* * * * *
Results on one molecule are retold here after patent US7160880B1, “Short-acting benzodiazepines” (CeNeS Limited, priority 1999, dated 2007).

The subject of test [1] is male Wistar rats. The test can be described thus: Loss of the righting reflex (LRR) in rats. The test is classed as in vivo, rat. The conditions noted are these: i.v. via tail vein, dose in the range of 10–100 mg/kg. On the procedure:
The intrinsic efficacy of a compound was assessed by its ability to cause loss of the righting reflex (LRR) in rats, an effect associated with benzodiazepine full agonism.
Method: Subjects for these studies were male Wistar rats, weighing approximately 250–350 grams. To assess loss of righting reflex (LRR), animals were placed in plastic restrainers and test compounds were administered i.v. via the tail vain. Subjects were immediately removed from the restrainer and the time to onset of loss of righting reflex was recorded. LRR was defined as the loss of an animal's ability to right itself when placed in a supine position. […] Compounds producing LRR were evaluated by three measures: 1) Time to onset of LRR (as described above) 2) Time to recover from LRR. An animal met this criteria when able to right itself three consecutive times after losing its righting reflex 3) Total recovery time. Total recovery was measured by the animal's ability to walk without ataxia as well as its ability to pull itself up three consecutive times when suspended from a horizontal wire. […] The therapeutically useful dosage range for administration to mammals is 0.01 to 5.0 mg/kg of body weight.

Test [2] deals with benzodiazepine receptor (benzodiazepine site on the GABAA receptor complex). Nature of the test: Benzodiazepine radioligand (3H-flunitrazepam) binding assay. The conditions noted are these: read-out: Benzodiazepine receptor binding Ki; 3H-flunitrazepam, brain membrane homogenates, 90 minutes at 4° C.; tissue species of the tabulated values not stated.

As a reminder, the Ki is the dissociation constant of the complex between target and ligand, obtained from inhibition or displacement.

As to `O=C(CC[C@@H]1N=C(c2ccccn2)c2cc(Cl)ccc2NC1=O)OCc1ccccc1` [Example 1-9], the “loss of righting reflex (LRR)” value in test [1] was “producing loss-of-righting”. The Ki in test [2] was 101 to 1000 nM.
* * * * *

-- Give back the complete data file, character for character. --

Results on one molecule are retold here after patent US7160880B1, “Short-acting benzodiazepines” (CeNeS Limited, priority 1999, dated 2007).

The subject of test [1] is male Wistar rats. The test can be described thus: Loss of the righting reflex (LRR) in rats. The test is classed as in vivo, rat. The conditions noted are these: i.v. via tail vein, dose in the range of 10–100 mg/kg. On the procedure:
The intrinsic efficacy of a compound was assessed by its ability to cause loss of the righting reflex (LRR) in rats, an effect associated with benzodiazepine full agonism.
Method: Subjects for these studies were male Wistar rats, weighing approximately 250–350 grams. To assess loss of righting reflex (LRR), animals were placed in plastic restrainers and test compounds were administered i.v. via the tail vain. Subjects were immediately removed from the restrainer and the time to onset of loss of righting reflex was recorded. LRR was defined as the loss of an animal's ability to right itself when placed in a supine position. […] Compounds producing LRR were evaluated by three measures: 1) Time to onset of LRR (as described above) 2) Time to recover from LRR. An animal met this criteria when able to right itself three consecutive times after losing its righting reflex 3) Total recovery time. Total recovery was measured by the animal's ability to walk without ataxia as well as its ability to pull itself up three consecutive times when suspended from a horizontal wire. […] The therapeutically useful dosage range for administration to mammals is 0.01 to 5.0 mg/kg of body weight.

Test [2] deals with benzodiazepine receptor (benzodiazepine site on the GABAA receptor complex). Nature of the test: Benzodiazepine radioligand (3H-flunitrazepam) binding assay. The conditions noted are these: read-out: Benzodiazepine receptor binding Ki; 3H-flunitrazepam, brain membrane homogenates, 90 minutes at 4° C.; tissue species of the tabulated values not stated.

As a reminder, the Ki is the dissociation constant of the complex between target and ligand, obtained from inhibition or displacement.

As to `O=C(CC[C@@H]1N=C(c2ccccn2)c2cc(Cl)ccc2NC1=O)OCc1ccccc1` [Example 1-9], the “loss of righting reflex (LRR)” value in test [1] was “producing loss-of-righting”. The Ki in test [2] was 101 to 1000 nM.